Have you ever stumbled upon people that questioned the interpretation of Al-Qur’an? I think this is a quite common issue right now, and muslims, especially muslim youth, are struggling to answer this question, some even might be the ones that are questioning this kind of issue.
There is an urgency to explain these kind of issues towards muslim youth. Questions like, What if there is a misinterpretation of the Qur’an? What if the interpretation from these Imams and Ulama were influenced by other things such as culture or even gender?
These questions should be answered, but answered in a right way. We’re in a time where we are pushed to be more critical, but at the same time we’re being pushed to put religion aside. The current youth right now does not want dogmatic answers, they want logical answers, answers that they can fathom, that they can make sense with.
Fortunately, Alhamdulillah, i found a very logical and reasonable answer regarding this issue, from brother Daniel Haqiqatjou. Here’s what he had to say:
“Some “reformists” are quick to dismiss the great jurists of Islam, claiming that these imams were but a product of their culture and hence blindfolded by their biases. If only such people would look in the mirror and realize that they too “might” be a product of their culture, and that they could be the ones superimposing their biases on the revealed. And if we want to be fair, the degree of their culture’s conformity to Islam, and the degree they were intellectually cultured by the Qur’an and Sunnah, is much greater than ours.” -Dr Hatem al-Haj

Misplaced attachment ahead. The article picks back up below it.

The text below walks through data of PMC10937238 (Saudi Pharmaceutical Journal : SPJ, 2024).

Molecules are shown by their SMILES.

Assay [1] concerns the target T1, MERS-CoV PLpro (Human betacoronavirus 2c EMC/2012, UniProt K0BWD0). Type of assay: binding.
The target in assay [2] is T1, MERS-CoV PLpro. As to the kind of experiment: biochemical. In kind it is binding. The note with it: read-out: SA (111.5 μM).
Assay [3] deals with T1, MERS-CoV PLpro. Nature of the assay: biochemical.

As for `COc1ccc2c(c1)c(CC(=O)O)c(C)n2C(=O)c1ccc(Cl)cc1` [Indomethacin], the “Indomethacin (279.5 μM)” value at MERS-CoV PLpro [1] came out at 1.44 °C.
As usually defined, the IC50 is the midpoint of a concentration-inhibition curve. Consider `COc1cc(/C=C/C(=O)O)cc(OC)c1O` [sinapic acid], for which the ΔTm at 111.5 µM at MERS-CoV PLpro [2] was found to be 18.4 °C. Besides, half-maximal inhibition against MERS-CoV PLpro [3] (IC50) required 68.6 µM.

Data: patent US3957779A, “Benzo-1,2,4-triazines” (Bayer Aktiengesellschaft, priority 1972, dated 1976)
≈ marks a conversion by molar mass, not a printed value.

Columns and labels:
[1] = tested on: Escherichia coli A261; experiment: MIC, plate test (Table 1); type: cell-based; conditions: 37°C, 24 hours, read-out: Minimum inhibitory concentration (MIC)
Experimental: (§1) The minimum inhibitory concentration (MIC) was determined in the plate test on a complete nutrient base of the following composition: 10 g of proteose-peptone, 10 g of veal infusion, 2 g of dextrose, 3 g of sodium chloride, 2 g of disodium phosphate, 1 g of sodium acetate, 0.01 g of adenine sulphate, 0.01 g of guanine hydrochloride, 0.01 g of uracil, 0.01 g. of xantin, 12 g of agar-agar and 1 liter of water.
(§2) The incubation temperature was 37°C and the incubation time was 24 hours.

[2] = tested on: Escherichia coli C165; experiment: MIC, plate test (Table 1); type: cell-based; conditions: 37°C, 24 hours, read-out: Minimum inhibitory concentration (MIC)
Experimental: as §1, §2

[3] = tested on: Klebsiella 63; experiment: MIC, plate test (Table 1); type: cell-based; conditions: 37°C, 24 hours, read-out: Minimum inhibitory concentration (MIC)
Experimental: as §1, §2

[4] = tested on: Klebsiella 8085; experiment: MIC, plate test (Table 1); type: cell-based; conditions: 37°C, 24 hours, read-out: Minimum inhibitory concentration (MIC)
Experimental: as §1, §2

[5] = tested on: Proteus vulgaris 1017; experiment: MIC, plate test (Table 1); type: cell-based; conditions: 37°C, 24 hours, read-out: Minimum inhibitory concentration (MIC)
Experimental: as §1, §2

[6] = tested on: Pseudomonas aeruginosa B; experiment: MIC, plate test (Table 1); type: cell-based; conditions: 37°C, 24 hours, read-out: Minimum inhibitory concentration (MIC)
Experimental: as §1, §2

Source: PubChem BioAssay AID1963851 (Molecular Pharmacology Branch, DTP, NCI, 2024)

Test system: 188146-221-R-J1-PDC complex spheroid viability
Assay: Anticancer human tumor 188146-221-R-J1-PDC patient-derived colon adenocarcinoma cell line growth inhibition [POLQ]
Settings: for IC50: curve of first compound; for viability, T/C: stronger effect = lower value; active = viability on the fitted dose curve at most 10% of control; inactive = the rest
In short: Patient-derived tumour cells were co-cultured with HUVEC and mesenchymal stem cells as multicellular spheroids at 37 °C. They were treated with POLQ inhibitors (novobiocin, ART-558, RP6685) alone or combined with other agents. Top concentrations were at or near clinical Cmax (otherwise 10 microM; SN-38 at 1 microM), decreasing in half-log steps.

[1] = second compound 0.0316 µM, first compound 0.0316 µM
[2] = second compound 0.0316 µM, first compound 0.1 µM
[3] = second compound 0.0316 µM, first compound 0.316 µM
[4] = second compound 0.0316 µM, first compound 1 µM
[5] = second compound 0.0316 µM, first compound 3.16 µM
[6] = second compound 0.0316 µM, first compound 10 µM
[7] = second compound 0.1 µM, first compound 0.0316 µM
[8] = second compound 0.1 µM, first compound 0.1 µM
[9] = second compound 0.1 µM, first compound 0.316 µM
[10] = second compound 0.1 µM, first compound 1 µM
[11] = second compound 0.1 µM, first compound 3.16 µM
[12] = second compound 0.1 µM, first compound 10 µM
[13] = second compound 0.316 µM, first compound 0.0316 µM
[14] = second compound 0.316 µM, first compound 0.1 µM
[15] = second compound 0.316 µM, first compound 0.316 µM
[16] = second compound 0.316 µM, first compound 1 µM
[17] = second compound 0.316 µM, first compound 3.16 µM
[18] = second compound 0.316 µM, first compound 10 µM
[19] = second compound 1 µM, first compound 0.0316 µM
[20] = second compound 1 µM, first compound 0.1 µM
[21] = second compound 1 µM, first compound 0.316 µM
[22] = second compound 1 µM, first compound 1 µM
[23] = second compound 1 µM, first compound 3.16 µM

Is it possible to understand Allah’s message as it was meant to be understood? If everyone is biased, then clearly not. Everyone’s understanding would be merely a reflection of their own biases as opposed to Allah’s intended meaning. In reality, sunniIslam has answered precisely this question. The correct and authoritative understanding of Allah’s message is first and foremost that of the Prophet peace be upon him, and then that of the Sahaba. Why the Sahaba? Because they were the most knowledgeable and observant of the Prophet’s sunna. And then their followers, i.e., the Tabi’in and so on. When we see certain ideas and positions predominant across the khalaf, who lived across hundreds of different cultures and geographies over the centuries, it is also not plausible to say that they were suffering from bias,.especially given that they too were much closer to the sunna than we are in the modern age.
Furthermore, there is the process of ijtihad. People who comment like this usual have no idea about how it or the Arabic language works. They just assume bias as if its inevitable.
There is a process, principles, that guide interpretation. And the Arabic is not able to be interpreted however one wishes. And if this does happen, there are other scholars to refute their mistakes.